I did not grow up celebrating Christmas; like many other Jews, my family spent the holiday eating Chinese food, watching movies, and looking quizzically at our friends who went to midnight mass. Christmas was for Christians, holiday lights were for goys, and we weren’t among the 32% of Jews who have Hanukkah bushes. While I would always be a bit more cheerful when Hanukkah fell on the same day as Christmas (as it does this year), I never felt left out of the holidays. That is, until November 25th, 2016.
That was the day I took part in a beloved Bay Area tradition, The Dickens Fair -- a fantastical world based on Dickens’ A Christmas Carol, which is on full dioramic display inside the Cow Palace in Daly City. I had heard merry musings about this event over the years, mostly from my Renaissance Faire-attending (and often Christmas-celebrating) friends, but in nearly 30 years of Bay living I was unaware of the sheer spectacle that is Victorian London. Here, hundreds of costumed actors interact with equally well-attired attendees throughout 120,000sqft of theatrically-lit music halls, pubs, dance floors, and Christmas shops.
This dreamscape has sprung to life nearly every year since 1970. During each day of the Fair’s five weekend run, every day is Christmas Eve and filled with the merriment you would expect from your least dysfunctional side of the family. The air smells of cinnamon and nutmeg, the music is upbeat, and the “streets of London” are lined with lively shopkeepers ready to sell you finery for under your tree (or Hanukkah bush). Even I can get behind a version of 1850s London where everyone is in good spirits, so my friend and I donned our rose-colored, anachronistic glasses and headed back in time to the least depressing version of a Dickens novel.
Hirsute and suited, we bid you Happy Christmas
With many thanks given to friends who costume, I donned a vest, bow tie, top hat (with press card in view), and a brilliant maroon smoking jacket on my first jaunt into Dickens’ London. I smoothed my mustache and tucked my long hair behind my ears as I attempted the façade of a newspaper reporter from way back when. I was immediately greeted by a smattering of “Happy Christmas, Sirs” as my photographer (and costumer) and I descended the long ramp to the Fair entrance. Shocked by how well I was pulling off my costume -- I hadn’t even started on my manly man walk yet -- I would soon understand why people took me seriously.
A lot of folks who attend the Dickens Fair are really, really into this shit. Men were dripping in tweed and plaid in their three-plus piece suits, wore fine hats, and had well-coiffed facial hair. Dozens upon dozens of women and girls wore full skirts and tightly bodiced tops that occasionally ranneth over, often with matching hats and dainty bags. Even the lower-caste characters were dressed well -- sailors wore perfectly punctured coats and dingy pants; bar wenches and milkmaids each effortlessly donned the duds of their profession. Many people spoke with British accents.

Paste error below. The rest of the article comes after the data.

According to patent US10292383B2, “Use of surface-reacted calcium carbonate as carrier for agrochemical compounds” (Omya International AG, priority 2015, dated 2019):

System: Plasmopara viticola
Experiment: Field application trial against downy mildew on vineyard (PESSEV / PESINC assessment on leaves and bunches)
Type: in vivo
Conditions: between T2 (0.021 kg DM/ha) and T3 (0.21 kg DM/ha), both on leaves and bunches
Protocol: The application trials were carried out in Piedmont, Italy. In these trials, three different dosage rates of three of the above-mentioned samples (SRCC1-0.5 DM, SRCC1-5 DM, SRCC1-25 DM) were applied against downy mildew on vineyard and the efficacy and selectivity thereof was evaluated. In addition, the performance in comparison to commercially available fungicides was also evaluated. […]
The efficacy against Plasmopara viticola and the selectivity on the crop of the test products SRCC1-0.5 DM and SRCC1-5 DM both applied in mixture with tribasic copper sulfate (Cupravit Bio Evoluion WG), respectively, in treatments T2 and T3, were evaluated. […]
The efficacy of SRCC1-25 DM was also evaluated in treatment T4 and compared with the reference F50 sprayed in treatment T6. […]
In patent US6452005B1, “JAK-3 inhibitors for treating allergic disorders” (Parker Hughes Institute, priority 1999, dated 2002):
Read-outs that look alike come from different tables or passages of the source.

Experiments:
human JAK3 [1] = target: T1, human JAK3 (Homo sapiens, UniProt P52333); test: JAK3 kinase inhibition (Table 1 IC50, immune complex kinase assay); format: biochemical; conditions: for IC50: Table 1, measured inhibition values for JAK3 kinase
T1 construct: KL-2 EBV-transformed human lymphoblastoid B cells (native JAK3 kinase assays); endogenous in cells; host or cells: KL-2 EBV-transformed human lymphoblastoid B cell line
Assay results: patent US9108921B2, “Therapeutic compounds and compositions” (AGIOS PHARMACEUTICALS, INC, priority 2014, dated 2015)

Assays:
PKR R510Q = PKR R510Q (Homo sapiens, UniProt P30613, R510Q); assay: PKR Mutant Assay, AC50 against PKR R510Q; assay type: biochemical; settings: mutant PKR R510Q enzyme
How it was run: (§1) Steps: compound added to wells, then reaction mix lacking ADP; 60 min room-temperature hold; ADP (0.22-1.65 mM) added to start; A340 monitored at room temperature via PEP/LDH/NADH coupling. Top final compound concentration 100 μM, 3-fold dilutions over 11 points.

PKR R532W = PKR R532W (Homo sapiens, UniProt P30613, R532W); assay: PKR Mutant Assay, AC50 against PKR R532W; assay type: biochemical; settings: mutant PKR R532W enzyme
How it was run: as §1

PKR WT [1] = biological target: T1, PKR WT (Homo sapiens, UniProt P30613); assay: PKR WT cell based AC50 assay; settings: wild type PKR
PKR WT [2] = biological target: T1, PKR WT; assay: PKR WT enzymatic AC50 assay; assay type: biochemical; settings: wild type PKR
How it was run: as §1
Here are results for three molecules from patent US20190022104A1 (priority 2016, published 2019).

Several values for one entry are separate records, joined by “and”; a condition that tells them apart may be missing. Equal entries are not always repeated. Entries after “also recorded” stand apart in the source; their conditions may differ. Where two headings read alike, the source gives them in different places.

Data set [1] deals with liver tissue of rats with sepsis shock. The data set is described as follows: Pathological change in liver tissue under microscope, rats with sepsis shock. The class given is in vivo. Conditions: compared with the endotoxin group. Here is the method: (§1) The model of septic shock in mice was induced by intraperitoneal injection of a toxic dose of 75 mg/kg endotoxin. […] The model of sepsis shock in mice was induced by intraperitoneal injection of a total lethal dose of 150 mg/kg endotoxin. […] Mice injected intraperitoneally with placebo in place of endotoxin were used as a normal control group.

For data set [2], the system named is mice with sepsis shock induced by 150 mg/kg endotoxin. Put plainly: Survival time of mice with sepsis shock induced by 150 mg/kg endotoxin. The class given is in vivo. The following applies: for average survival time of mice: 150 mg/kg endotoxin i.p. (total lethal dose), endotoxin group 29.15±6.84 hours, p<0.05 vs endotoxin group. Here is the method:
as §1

Attendees can spend hours costuming and often make dressing up a family affair -- I spoke with one woman in a gorgeous purple three-piece outfit whose family takes their holiday portrait, in costume, at the Fair every year. Another family of four excitedly posed in front of a Christmas tree, donning garb from seven years of Fair attendance. Their 11-year-old boy and his 7-year-old sister wore calf-length trouser pants and hats, while the mom smiled proudly in a burnt orange, handmade skirt and corset combo.
At Fezziwig’s Warehouse, costumed revelers were dancing a waltz to a live band. They spun in circles, switched partners on cue, then clapped politely at the end of the song. I turned to my photographer and whispered, “This is the waspiest shit ever. I can’t believe I’ve never been before.” She laughed and pulled me in the direction of the Grand Concourse, the beginnings of our trip down the rabbit hole.
We have Dickens to thank for all of our Christmas traditions
As Dickens would agree, every character needs a good origin story and his namesake fair is no exception. LA residents (and theater enthusiasts) Ron and Phyllis Patterson -- who were also responsible for creating The Renaissance Faire -- developed The Dickens Fair in 1970 after they hosted a popular Victorian-themed house party. In the early ‘60s, the Pattersons hosted children's improvisational theater workshops at their Los Angeles County home; colloquially, the couple also wanted to get children to read classic literature.
While you will find Dickens characters roaming the Fair, Kevin Patterson (who took over running the Fair for his parents) is into the spirit A Christmas Carol evokes. Many of our secular Christmas traditions such as a tree and caroling come from the book, he noted.
“The very idea of [Christmas] being a spirit of camaraderie and getting together with loved ones is the adventure, really, of Ebenezer Scrooge,” Patterson told Thrillist. “The Dickens Christmas Fair is the perfect reflection of that. It is designed to be like a Victorian Christmas card -- beautifully etched and beautifully colored.”
Carolers, holiday revelers, and a not-yet-fat St. Nick all make appearances at the Dickens Fair, both on and off stage. There are also a host of performances and readings, as well as a family drama in the London Docks area -- should you require a bit of fighting to make the holidays more realistic.